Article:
MELISSA BLOCK, Host:
Capital Public Radio's Ben Adler sorts it all out.
BEN ADLER: Unidentified Man: (Unintelligible) dialing 911 will cost hundreds of dollars in one local city for residents. Laura Cole has more now on the rising price for safety in Tracy.
(SOUNDBITE OF TELEVISION PROGRAM)
ADLER: The reporter went on to say, if you have a medical emergency, get out your wallet, but that detail kind of got lost. Stories about a 911 fee turned up in the national media, and calls poured into Tracy City Hall, forcing a scramble to clear things up.
DAVID BRAMELL: It's not - it is, in fact, not a 911 fee.
ADLER: That's the city's acting fire chief, David Bramell.
BRAMELL: It's been kind of misconstrued as someone calls 911 and they're going to get charged this $300. That's not it at all.
ADLER: So what is it, then? Well, the answer is a bit better, though not great.
BRAMELL: If you have a medical emergency, you call 911, and we render service, you'll be subject to be billed.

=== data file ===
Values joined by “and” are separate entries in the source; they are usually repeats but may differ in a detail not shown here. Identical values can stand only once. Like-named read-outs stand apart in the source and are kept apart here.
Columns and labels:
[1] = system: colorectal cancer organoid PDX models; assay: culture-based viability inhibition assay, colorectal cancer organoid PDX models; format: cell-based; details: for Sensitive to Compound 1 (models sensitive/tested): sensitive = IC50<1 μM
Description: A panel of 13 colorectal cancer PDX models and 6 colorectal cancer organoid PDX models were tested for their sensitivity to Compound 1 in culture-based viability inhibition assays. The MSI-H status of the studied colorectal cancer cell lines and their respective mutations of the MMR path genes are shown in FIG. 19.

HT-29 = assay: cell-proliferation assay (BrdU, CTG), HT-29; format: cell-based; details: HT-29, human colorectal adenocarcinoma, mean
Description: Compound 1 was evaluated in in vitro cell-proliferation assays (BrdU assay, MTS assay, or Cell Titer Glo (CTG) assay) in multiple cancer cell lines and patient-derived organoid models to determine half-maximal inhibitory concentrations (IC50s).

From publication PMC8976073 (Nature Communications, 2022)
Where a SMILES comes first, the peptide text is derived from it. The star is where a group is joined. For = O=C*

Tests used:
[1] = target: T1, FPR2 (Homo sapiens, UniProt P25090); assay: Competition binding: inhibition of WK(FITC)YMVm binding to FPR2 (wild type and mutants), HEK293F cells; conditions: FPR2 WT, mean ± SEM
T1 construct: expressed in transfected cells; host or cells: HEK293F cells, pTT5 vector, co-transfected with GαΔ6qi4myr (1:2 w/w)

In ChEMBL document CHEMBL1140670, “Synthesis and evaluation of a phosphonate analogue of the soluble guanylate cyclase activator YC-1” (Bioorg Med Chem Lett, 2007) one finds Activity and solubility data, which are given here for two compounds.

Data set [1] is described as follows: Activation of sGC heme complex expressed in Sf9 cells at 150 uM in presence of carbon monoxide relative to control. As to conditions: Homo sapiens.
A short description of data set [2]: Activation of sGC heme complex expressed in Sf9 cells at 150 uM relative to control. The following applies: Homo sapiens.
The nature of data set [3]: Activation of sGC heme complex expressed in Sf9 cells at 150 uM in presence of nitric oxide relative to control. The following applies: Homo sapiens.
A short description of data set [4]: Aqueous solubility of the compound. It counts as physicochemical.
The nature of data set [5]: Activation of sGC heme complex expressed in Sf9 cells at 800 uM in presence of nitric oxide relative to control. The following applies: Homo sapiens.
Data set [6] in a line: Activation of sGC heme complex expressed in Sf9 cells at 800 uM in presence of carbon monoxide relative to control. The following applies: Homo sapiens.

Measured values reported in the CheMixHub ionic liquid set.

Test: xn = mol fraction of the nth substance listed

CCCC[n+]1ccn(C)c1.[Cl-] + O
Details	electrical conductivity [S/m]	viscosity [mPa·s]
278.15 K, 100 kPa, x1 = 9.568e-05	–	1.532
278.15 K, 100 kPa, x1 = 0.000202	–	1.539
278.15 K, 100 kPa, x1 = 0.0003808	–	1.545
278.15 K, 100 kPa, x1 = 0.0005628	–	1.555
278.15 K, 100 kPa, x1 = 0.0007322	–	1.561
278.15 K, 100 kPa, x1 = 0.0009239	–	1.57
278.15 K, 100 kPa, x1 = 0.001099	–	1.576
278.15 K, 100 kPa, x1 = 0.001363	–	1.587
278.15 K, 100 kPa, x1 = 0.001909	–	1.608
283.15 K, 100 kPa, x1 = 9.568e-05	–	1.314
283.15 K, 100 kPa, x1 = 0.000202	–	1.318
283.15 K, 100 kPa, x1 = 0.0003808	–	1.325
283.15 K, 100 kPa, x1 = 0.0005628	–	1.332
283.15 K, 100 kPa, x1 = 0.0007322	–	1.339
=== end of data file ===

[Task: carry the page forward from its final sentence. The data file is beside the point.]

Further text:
ADLER: Bramell says the lion's share of 911 calls to the fire department are now for medical emergencies, and these days, that's expensive.
BRAMELL: Unidentified Woman #2: Thank you.
ADLER: Unidentified Woman #4: So why should we have to pay extra?
ADLER: Here's Tracy resident Ed Ramirez(ph).
ED RAMIREZ: I'd rather pay the extra fee and know that it's fair and equitable for the community. I guess I don't really have a problem with it.
ADLER: For NPR News, I'm Ben Adler.
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